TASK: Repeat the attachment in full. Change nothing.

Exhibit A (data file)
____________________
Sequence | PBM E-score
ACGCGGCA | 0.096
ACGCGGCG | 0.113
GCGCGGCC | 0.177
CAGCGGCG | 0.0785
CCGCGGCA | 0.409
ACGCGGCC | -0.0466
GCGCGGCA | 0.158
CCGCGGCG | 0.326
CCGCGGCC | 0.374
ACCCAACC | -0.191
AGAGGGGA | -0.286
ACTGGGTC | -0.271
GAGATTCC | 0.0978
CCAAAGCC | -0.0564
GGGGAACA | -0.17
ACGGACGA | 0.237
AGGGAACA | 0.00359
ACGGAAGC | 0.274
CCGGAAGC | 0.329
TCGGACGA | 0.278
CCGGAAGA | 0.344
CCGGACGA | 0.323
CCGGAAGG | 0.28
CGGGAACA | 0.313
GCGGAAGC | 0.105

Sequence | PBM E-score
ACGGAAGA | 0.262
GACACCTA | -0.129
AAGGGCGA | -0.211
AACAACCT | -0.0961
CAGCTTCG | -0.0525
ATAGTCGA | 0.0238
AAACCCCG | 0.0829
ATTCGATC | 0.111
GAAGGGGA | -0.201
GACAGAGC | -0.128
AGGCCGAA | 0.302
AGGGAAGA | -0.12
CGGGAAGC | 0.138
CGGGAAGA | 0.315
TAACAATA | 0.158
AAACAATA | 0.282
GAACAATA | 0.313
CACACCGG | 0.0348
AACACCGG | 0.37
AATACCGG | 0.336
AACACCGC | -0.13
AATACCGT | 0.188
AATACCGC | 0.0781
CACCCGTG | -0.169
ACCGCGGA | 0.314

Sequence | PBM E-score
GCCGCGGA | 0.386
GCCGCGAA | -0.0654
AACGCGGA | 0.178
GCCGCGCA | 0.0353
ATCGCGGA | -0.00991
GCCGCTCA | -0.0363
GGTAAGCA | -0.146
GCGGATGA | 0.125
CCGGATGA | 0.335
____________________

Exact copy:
Sequence | PBM E-score
ACGCGGCA | 0.096
ACGCGGCG | 0.113
GCGCGGCC | 0.177
CAGCGGCG | 0.0785
CCGCGGCA | 0.409
ACGCGGCC | -0.0466
GCGCGGCA | 0.158
CCGCGGCG | 0.326
CCGCGGCC | 0.374
ACCCAACC | -0.191
AGAGGGGA | -0.286
ACTGGGTC | -0.271
GAGATTCC | 0.0978
CCAAAGCC | -0.0564
GGGGAACA | -0.17
ACGGACGA | 0.237
AGGGAACA | 0.00359
ACGGAAGC | 0.274
CCGGAAGC | 0.329
TCGGACGA | 0.278
CCGGAAGA | 0.344
CCGGACGA | 0.323
CCGGAAGG | 0.28
CGGGAACA | 0.313
GCGGAAGC | 0.105

Sequence | PBM E-score
ACGGAAGA | 0.262
GACACCTA | -0.129
AAGGGCGA | -0.211
AACAACCT | -0.0961
CAGCTTCG | -0.0525
ATAGTCGA | 0.0238
AAACCCCG | 0.0829
ATTCGATC | 0.111
GAAGGGGA | -0.201
GACAGAGC | -0.128
AGGCCGAA | 0.302
AGGGAAGA | -0.12
CGGGAAGC | 0.138
CGGGAAGA | 0.315
TAACAATA | 0.158
AAACAATA | 0.282
GAACAATA | 0.313
CACACCGG | 0.0348
AACACCGG | 0.37
AATACCGG | 0.336
AACACCGC | -0.13
AATACCGT | 0.188
AATACCGC | 0.0781
CACCCGTG | -0.169
ACCGCGGA | 0.314

Sequence | PBM E-score
GCCGCGGA | 0.386
GCCGCGAA | -0.0654
AACGCGGA | 0.178
GCCGCGCA | 0.0353
ATCGCGGA | -0.00991
GCCGCTCA | -0.0363
GGTAAGCA | -0.146
GCGGATGA | 0.125
CCGGATGA | 0.335